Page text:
During the coronavirus pandemic, most churches have adjusted their service options to online meetings or adopted responsible social distancing guidelines. These safety procedures are especially important for choirs, as singing increases the number of droplets that are expelled from the mouth and nose and may project them farther than simply breathing or talking. Many congregations are not willing to forego music altogether, though. Fortunately, there are actions that choirs can take to still incorporate singing into the worship experience without putting anyone at unnecessary risk.
In-Person Rehearsal Guidelines
The American Choral Directors Association has issued instructional models for various types of choirs that allow them to continue making music while ensuring that safety of all choir members and anyone with whom they come in contact remains a priority. The first order of business is finding a place where rehearsals take place, as most choir lofts do not allow for proper social distancing. If the choir is larger than ten people, it may not be possible to find a room large enough to fit everyone, so rehearsals should be divided by section. One alternative is to meet outside, where ventilation is better and thus the virus is less likely to spread. In order for in-person rehearsals to be safe, everyone present must be masked at all times, and since masks lose their effectiveness as they get wet, each person should bring extra masks to swap out when that happens.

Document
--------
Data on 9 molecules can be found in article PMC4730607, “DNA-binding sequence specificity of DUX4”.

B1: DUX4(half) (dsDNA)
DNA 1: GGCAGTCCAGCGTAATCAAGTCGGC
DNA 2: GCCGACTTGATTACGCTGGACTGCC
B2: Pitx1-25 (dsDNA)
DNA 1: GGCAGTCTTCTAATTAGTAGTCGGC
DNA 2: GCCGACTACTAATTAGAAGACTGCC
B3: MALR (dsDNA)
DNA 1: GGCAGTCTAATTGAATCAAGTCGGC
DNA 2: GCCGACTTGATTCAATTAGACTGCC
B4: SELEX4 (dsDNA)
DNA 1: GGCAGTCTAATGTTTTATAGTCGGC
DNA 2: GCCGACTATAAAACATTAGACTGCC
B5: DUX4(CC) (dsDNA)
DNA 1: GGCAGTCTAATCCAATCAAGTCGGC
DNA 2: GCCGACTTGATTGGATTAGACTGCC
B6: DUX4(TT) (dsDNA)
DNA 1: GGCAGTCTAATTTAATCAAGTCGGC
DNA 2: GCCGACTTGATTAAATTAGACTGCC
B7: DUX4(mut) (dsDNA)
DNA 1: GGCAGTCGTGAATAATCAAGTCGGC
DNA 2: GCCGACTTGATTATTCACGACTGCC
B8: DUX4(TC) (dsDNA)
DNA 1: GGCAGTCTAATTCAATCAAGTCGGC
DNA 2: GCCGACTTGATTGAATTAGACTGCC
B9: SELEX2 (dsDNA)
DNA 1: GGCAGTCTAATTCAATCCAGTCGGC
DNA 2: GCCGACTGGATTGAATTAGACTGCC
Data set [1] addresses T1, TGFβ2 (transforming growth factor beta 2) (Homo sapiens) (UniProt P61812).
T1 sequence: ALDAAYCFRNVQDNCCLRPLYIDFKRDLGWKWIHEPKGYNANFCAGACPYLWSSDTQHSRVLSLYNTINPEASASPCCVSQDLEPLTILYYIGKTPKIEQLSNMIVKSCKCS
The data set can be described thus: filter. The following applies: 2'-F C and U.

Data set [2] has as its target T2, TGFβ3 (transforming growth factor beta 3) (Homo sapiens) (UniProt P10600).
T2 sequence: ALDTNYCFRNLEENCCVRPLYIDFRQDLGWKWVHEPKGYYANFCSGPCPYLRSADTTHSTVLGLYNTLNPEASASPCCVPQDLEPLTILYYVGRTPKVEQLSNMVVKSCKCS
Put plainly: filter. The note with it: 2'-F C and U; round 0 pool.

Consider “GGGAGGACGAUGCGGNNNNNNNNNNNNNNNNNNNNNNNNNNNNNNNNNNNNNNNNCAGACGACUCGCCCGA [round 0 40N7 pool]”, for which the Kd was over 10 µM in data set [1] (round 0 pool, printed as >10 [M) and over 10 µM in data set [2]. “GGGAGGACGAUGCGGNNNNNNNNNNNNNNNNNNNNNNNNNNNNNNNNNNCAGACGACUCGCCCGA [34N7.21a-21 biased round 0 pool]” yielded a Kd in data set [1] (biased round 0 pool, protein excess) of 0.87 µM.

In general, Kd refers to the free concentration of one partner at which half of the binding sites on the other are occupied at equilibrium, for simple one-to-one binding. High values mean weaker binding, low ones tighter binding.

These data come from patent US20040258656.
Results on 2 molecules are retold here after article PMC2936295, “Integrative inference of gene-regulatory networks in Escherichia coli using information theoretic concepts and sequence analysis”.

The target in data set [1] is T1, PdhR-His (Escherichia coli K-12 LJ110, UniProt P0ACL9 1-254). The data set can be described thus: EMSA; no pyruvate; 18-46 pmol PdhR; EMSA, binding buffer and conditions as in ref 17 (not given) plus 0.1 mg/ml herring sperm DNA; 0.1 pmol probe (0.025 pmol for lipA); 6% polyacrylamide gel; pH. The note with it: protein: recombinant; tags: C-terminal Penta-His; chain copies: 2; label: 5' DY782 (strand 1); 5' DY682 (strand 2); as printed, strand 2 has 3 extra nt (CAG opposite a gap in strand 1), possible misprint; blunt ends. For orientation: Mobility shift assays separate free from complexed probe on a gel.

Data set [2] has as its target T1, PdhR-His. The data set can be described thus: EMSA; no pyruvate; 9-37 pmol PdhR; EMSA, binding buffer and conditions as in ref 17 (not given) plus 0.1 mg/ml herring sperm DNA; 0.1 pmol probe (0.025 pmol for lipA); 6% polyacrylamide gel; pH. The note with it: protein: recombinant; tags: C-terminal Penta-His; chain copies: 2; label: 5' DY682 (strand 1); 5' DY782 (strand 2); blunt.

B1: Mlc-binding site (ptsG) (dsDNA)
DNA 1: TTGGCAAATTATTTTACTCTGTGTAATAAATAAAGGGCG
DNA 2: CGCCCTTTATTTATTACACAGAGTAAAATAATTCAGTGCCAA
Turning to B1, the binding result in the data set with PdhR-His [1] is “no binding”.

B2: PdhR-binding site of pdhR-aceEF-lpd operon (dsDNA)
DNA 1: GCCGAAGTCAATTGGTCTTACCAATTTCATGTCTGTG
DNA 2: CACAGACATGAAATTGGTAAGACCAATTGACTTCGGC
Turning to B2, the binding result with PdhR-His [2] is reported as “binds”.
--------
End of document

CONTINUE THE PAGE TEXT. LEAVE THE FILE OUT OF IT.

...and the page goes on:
The logistics of trying to get the whole choir involved at the same time may be problematic. Many members are likely in at-risk categories and may not feel comfortable being present. Smaller churches simply may not have the space to accommodate safety guidelines. Consider having smaller ensembles perform the selections that the choir would typically present. Instead of trying to fit 25–30 people in a room, a small group of three or four people can still cover all the parts and get a good recording for the online service. A smaller group still must wear masks and stay at least six feet apart, but they can at least be in the same room to record. All equipment used must be thoroughly sterilized once rehearsal is over.
Remote Rehearsal Options
When safety dictates that your regular rehearsals be so strictly limited, it is easy to become frustrated and tempting to delay meeting until everything can get back to normal again. Choir members still need to remain connected to each other, and there are other options for rehearsals that can happen online. While you may not be singing together, you can still meet weekly during your rehearsal time via Zoom or some other video-conferencing platform. You can provide digital copies of sheet music for members and play recordings of the songs to help them learn. Consider sending accompaniment tracks to each member and having them make a video recording of their part. With a little ingenuity and the services of someone who knows how to splice the videos together, you can have a virtual performance that closely resembles what the choir is used to presenting to the church.
Not everyone is technologically savvy, and many of your choir members may not currently have the capabilities to engage in remote rehearsals. The director, in cooperation with the church finance committee or budget officers, should work to make sure every member has the tools he or she needs to participate. It is also appropriate to ask for volunteers from the church to assist those who are not familiar with online tools via phone. If some members do not have a high-speed internet service, you can find options to ensure that they are still able to participate.
The current pandemic has put several obstacles in the way of how churches regularly do things, and few groups are as drastically affected as the choir. With a little creativity, however, your choir can still play a meaningful role in worship.